Boat drinks

POTENT POTABLE: Asheville Yacht Club bartender James Browne says the Painkiller is the bar’s best-selling cocktail. Photo by Michael Franco

Ahhh tiki cocktails … those sunset-colored vacations in a glass. When done right, they warm your taste buds with exotic spices and unexpected flavors. When done wrong, they coat your tongue with sugary dreck and your head with one mother of a hangover the next morning. Fortunately, in Asheville, there are plenty of places making “boat drinks” (to quote Jimmy Buffet) just right.

Although these days it’s possible (but not recommended) to buy premade pina coloda and splash in some some rum, there was a time when the recipes for tiki drinks were as closely guarded as the route to secret treasures buried at the bases of ancient volcanoes. America’s tiki craze was started by a man named Earnest Raymond Gantt, who went by the tropical monicker Don the Beachcomber, which was also the name of the bar he opened in Los Angeles in the early 1930s. Don came up with about 70 different tiki drinks made with fresh juices, spices and rum, and wrote his recipes in code so that no one could steal them. Thanks to tiki cocktail hunter and one-time Asheville resident Jeff “Beachbum” Berry, however, many of Don’s recipes were rescued and decoded and now form the basis of a new wave of tiki drinks that fights the syrupy stereotype the concoctions earned in tacky bars throughout the 1970s and ’80s.

When it opened in early 2008, the Asheville Yacht Club was a pioneer of the tiki scene in Asheville and, in fact, Berry himself paid the fledging bar a visit. Today, the punk-meets-Polynesia venue is still going strong — and making crazy strong tiki drinks. According to bartender James Browne, the Painkiller is the No. 1 choice of patrons. “We sell thousands of them,” he said. Made from a potent blend of rums mixed with pineapple and orange juices and topped with a flaming sugar cube, it’s definitely the cure for what ails you. After two, you will certainly feel as if you’ve left the mountains behind and landed in a ragtag pirate bar on a forgotten island. The Zombie, another tiki classic, consists of a blend of blackberry and apricot brandies, two types of rum and a float of dark rum. It’s a surprisingly nutty, deep drink that helped dissolve the muscles I’d been bunching to stay warm throughout our frigid winter. If those two options sound too sweet for you, I recommend the Sailor’s Grog, which veers into more sour, zingy waters with its grapefruit and lime juices.

While the Yacht Club is clearly Asheville’s port of call for traditional tiki drinks, other venues in town are taking the tried-and-true tropical recipes and putting their own unique spins on them. At the Imperial Life Lounge, every Tuesday is Tiki Tuesday with a range of creative tropical drinks on offer for just $5 each. Whereas the heart of most tiki drinks is rum, Imperial Life offers two cocktails that involve clear spirits: the Tabu, which adds vodka to rum, pineapple and lemon; and the Singapore Sling, which mixes gin with cherry brandy, Benedictine, pineapple, lemon, grenadine and bitters.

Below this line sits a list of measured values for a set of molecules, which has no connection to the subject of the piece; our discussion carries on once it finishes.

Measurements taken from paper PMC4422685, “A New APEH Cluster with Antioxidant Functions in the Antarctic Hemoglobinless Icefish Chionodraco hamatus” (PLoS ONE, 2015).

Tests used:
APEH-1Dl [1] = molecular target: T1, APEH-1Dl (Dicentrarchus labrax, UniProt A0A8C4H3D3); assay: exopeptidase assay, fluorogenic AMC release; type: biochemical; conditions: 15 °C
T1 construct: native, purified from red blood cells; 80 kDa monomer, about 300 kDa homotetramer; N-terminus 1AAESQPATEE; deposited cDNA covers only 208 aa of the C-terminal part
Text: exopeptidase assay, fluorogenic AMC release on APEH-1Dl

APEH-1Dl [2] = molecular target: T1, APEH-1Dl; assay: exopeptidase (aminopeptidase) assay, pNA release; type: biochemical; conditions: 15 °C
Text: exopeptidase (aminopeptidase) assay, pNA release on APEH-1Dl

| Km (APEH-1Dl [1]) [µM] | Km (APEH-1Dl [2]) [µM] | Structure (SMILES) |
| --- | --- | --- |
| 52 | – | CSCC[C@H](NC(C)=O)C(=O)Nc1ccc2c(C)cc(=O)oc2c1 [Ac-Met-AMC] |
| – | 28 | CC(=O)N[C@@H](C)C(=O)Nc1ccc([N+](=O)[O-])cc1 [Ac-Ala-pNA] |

Unlike the supersugary version of the Sling that I’ve had in the alleged home of its invention — the Long Bar at Raffles Hotel in Singapore — this version was light and floral, like drinking a hibiscus flower. Part of the reason might be, according to bartender Russell Knighten, the bar makes its own grenadine from pomegranates. Another standout was the Planter’s Punch, which emerged as a complex remake of the typically juice-laden drink thanks in large part to the house-made falernum, a syrup consisting of lime zest, almonds, clove, ginger and possibly a blessing from the tiki gods themselves.

The final harbor I explored on my search to find colorful warming drinks in the middle of the cold, gray winter was Ben’s Tune Up. The bartenders there just revamped their drink menu at the end of January to include plenty of fresh takes on the tiki tradition. The Bermuda Triangle teases your tongue with two types of warmth: first from the fresh ginger beer and then from jalapeños, both of which play tasty tricks when mixed with Goslings and lime.

The Ninja Kick takes bourbon on vacation by shaking it up with fresh ginger purée, lime and island spices, while the Paloma De Ben invites tequila to the party, mixes it with grapefruit and serves it in a glass ringed with Szechuan peppercorns and salt. Never a place to take itself seriously, the mother of all tiki drinks at Ben’s is the Zombie for Two, a drink served in a “flaming love boat.” It takes the traditional Zombie in a decidedly Asian direction thanks to the lychee sake that’s mixed with Bacardi 151 and fresh-squeezed juices. It’s the perfect tiki tipple to drink with a friend before you sail off into a night where banjos might just sound like ukuleles and magnolia trees might resemble palms swaying in a tropical breeze. Aloha!

Asheville Yacht Club, 87 Patton Ave. Open 4 p.m.-2 a.m. daily.
The Imperial Life, 48 College St. Open 4:30 a.m.-12:30 a.m. Sunday-Thursday and 4:30 p.m.-2 a.m. Friday-Saturday. 254-8980
Ben’s Tune Up, 195 Hilliard Ave. Open 4 p.m.-2 a.m. daily.


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